The Well

THE WELL is a surprisingly effective 1951 suspense drama that begins with a frightening scenario affecting one child, her family and a local sheriff, moves on to include a different sort of scare for a stranger in town, then quickly spins into a community-wide nightmare.  A handful of recognizable character actors are featured, with minor bits done by non-actors, local citizens of the small, northern California towns it was filmed in, Marysville and Grass Valley.

On her way to school, a five-year-old girl steps into a hidden well. There are no witnesses. As the search gets underway, a suspect turns up, a stranger several people saw with the girl before she went missing. Grilled by the local sheriff ‘Ben Kellogg’ (Richard Rober), the man (Harry Morgan), insists he’s innocent, in town to visit his uncle. But innocence or guilt are lost in rumor and hysteria when word spreads that the girl is Black and the suspect is White: in no time the sheriff has something else to contend with as racial tensions explode into assaults that are headed for a full-scale riot. But what about the girl?

Direction was shared by Leo C. Popkin and Russell Rouse, who co-wrote the script with Clarence Greene. Some of the acting from several of amateurs is clunky, but the unsung pros in the cast are all fine (Morgan would become the only one to be well known), and Richard Rober makes a strong lead. The script is refreshingly honest (including plenty of slurs), the editing is superb, and Ernest Laszlo’s cinematography is very effective, especially in second half of the film, when the story takes another turn and a different level of tension is brought to bear. A big plus is the dramatic music score from Dimitri Tiomkin.

The screenplay tagged an Oscar nomination, as did the excellent film editing, the work of Chester W. Schaeffer. Though not widely seen (209th place), the gross of $900,000 did cover the economical outlay of $450,000. Then the movie slipped into obscurity, an undeserved fate, making rediscovery of this gem a long-overdue cause for applause.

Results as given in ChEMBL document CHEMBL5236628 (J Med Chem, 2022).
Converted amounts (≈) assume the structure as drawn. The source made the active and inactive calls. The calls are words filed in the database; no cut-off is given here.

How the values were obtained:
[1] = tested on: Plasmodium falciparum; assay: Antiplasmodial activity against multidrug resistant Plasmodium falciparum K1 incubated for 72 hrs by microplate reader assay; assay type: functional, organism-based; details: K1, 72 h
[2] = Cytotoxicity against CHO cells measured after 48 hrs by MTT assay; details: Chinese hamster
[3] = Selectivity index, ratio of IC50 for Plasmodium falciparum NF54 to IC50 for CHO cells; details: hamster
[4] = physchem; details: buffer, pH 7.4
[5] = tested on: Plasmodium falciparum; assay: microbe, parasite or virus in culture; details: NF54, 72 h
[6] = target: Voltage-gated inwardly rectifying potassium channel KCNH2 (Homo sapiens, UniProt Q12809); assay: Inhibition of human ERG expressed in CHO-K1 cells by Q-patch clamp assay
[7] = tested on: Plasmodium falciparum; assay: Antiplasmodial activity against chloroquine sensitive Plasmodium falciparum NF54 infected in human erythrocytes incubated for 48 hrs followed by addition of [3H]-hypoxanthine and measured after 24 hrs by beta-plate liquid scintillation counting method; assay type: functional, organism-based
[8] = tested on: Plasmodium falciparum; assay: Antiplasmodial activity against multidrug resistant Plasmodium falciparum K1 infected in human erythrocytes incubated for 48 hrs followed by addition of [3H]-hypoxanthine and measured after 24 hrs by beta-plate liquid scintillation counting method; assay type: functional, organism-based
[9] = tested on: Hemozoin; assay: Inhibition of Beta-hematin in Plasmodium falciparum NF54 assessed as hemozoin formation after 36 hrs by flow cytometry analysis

With Barry Kelley, Christine Larson, Maidie Norman, Ernest Anderson, Bill Walker, Robert Osterloh, Tom Powers, Roy Engel, Dick Simmons, Lane Chandler, Michael Ross, Mary Ellen Kaye.

* Stuck in ’51—Billy Wilder’s Ace In The Hole/The Big Carnival focused on rescuing a man trapped in a cave, although Wilder’s film, while more polished, was unrelentingly cynical and did not involve race relations in its plotline. Besides the two buried-alive dramas, other no-way-out situations were provided by Cause For Alarm!, Decision Before Dawn, He Ran All The Way, I Was A Communist For The F.B.I., The Prowler, Rawhide, Strangers On A Train and The Thing From Another World.

In 1950 Marysville held around 7,800 people, Grass Valley about 5,300. They’re still reasonably bucolic in 2022, hosting maybe 12,000 and 13,000 respectively. In the movie, they essentially stand in for Anywhere, U.S.A.

The Well was partially inspired by the real-life 1949 case of 3-year-old Kathy Fiscus, whose attempted rescue was broadcast live, a landmark—if distressing—event in TV coverage.

Film editor Chester W. Schaeffer cut some wildly different projects: try and find commonality between The Canterville Ghost, The Thief, Davy Crockett–King Of The Wild Frontier, The Deadly Mantis, The Balcony and The Oscar. 

With the good notices from this movie, Richard Rober’s career geared to pick up steam, but in the following year he was killed in a car crash at the age of 46.

Richard Rober, 1906-1952


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